It is a brand new year filled with opportunities for those of us in tourism albeit COVID-19 is not showing any signs of slowing down with the different variants that keep surfacing. But that should not dissuade us from going about our tourism business; especially, on the domestic front.
The last quarter of 2021 saw a remarkable resurgence of tourism activities in the country. December alone witnessed a massive exodus of tourists and visitors to the country to participate in various activities and events. And here, we applaud and laud the Ministry of Tourism, Arts and Culture and the Ghana Tourism Authority for the ‘December in Gh’ initiative to make Ghana the official party capital of Africa during the Christmas period.
Call it the resilience of the tourism sector or people’s nonchalance to restrictions posed by COVID-19, whatever one chooses to call it, the fact is, once their health safety can be guaranteed, tourists do not mind flooding into the country.
This provides the country and concerned authorities an opportunity to deepen health safety regulations and protocols to ensure that visitors and tourists are well protected while visiting our sites and attractions. It is the confidence and assurance they need to freely move around without recourse to feeling unsafe health-wise.
Nonetheless, the fact still remains that Ghana, like many other countries around the world is not out of the quagmire the tourism industry finds itself in as a result of COVID-19. This also means we cannot relegate conversations and actions geared towards domestic tourism to the background. This is because it remains the surest catalyst to speeding up Ghana’s tourism recovery.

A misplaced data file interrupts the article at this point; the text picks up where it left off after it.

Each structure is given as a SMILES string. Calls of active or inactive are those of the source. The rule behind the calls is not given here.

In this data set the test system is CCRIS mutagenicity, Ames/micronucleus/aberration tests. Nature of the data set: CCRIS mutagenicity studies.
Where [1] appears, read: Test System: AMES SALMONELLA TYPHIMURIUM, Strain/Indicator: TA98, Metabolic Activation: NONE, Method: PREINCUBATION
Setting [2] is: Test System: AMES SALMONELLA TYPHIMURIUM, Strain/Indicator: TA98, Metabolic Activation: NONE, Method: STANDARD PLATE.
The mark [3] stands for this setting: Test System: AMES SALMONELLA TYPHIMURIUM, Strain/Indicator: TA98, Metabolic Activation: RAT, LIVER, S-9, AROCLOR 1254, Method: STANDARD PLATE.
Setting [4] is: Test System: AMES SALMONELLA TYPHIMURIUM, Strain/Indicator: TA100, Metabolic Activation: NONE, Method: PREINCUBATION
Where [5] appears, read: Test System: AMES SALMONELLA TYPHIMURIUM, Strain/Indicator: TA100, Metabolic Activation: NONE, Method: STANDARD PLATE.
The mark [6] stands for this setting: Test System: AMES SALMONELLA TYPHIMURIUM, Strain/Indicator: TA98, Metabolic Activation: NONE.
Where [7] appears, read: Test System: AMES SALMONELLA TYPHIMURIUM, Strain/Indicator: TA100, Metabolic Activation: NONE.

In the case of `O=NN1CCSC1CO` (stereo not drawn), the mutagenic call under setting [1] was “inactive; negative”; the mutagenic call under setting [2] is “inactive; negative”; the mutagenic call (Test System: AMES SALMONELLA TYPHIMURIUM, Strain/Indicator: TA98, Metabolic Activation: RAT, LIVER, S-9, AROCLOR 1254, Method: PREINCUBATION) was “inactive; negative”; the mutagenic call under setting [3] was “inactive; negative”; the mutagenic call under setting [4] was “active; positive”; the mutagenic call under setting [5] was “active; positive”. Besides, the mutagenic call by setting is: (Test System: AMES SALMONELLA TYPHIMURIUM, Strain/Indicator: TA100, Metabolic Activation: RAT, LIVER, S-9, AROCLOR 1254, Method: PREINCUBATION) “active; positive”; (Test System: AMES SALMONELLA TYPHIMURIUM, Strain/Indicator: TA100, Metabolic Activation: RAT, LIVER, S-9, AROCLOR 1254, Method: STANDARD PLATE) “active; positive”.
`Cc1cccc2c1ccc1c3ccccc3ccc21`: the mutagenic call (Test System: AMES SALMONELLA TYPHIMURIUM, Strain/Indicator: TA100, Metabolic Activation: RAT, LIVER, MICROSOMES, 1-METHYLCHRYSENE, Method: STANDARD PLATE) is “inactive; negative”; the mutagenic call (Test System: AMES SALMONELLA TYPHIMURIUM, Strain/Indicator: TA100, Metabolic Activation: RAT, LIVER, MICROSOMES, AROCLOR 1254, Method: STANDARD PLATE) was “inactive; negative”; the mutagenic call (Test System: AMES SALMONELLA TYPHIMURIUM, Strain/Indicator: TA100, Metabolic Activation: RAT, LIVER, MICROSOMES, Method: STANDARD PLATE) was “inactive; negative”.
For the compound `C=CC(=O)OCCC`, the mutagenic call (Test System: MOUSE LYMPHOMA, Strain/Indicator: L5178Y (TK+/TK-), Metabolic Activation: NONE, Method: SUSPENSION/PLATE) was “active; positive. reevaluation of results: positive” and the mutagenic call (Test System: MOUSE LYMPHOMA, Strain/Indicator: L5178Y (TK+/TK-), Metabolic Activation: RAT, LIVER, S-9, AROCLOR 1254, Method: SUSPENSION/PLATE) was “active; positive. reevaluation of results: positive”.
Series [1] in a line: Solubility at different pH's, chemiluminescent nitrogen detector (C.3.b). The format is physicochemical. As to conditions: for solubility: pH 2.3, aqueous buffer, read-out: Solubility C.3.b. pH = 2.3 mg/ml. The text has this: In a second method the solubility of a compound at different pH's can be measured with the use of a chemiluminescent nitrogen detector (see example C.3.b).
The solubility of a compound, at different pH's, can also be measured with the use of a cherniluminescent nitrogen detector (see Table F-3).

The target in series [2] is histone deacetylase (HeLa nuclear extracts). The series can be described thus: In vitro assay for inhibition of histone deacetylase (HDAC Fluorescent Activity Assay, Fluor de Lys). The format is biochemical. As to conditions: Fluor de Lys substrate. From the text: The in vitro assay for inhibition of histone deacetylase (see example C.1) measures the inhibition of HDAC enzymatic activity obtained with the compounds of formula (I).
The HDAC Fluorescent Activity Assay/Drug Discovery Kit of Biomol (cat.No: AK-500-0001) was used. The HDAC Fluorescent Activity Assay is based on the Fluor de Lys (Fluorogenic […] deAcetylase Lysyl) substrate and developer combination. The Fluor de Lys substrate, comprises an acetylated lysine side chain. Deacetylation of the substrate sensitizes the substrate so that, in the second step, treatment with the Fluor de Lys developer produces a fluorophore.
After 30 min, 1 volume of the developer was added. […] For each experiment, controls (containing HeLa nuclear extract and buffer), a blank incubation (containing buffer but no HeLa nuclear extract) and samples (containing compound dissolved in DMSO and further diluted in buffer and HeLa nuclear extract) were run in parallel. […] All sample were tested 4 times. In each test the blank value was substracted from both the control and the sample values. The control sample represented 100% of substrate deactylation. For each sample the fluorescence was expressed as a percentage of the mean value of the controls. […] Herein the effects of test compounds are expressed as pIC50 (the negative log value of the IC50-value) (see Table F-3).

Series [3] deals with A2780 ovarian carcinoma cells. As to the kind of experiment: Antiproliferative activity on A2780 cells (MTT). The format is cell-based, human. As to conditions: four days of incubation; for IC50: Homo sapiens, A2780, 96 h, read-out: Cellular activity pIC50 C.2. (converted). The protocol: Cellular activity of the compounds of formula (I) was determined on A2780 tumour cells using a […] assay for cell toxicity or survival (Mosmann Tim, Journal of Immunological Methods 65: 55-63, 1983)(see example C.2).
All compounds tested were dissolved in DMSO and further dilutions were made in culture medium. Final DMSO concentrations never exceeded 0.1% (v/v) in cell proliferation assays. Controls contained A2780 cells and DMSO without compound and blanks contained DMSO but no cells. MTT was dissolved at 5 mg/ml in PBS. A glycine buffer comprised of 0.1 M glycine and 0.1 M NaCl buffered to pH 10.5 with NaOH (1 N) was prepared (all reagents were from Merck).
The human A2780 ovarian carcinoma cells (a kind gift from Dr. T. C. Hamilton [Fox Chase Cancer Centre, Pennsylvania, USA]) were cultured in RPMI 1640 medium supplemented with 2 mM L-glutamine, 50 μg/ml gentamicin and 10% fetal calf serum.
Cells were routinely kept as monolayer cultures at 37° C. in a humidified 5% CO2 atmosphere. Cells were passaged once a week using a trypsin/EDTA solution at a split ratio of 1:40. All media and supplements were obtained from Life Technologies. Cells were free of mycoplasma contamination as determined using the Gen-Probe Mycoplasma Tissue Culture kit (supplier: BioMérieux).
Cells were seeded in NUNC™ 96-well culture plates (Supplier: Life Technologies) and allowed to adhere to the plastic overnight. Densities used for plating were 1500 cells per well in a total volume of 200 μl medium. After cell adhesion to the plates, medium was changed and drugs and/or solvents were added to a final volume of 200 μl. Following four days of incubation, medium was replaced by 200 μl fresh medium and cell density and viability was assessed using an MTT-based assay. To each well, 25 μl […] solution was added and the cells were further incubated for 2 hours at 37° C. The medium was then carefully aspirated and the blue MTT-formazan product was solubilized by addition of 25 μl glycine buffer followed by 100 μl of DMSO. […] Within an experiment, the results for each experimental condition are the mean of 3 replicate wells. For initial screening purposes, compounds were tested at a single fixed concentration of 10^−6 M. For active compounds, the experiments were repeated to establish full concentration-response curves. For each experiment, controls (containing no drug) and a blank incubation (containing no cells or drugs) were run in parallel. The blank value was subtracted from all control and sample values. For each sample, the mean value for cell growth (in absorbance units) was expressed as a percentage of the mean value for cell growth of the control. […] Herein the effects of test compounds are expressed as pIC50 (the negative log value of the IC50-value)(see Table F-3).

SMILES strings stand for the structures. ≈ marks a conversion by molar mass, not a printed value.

To be able to this, we need also as practitioners, businesses, state agencies in tourism to be creative and innovative in drawing interest of citizens to patronize and explore the country’s sites and attractions.
We need to be more aggressive and proactive in appealing to locals in the same way we do for foreigners. Attractive packages, competitive rates and exceptional services are some of the incentives we are to be mindful of if we want to drive domestic tourism.
As the leader of the body that is primary responsible for moving tourists around, I would like to express hope that government is able to live up to its many assurances of giving tourism the much needed facelift. Chief among them, is the rehabilitation of some popular sites such as the Kwame Nkrumah Memorial Park and the Aburi Gardens and the reopening of the National Museum.
Also, we urge government to take its interventions that seek to cushion industry players a notch higher as majority are still reeling from the effects of the pandemic.
We at the Tour Operators’ Union of Ghana will continue to give our support to any effort and initiative that aims to turn the fortunes of our tourism around; particularly, domestic tourism. We are keen on partnerships with sister tourism trade associations to advance this agenda.
In our own way, we are still exploring avenues and opportunities to maximize domestic tourism as we continue with our familiarization tours to attractions and sites across the country.
We are sailing on rough seas on our way to recovery and it is our collective responsibility to ensure that the tourism boat does not capsize nor sink and surely we shall make a headway. 2022 is a fine opportunity for us to get tourism back on track. A happy new year of travel and tourism to us all.
The Writer, Mrs. Alisa Osei-Asamoah is the President of the Tour Operators’ Union of Ghana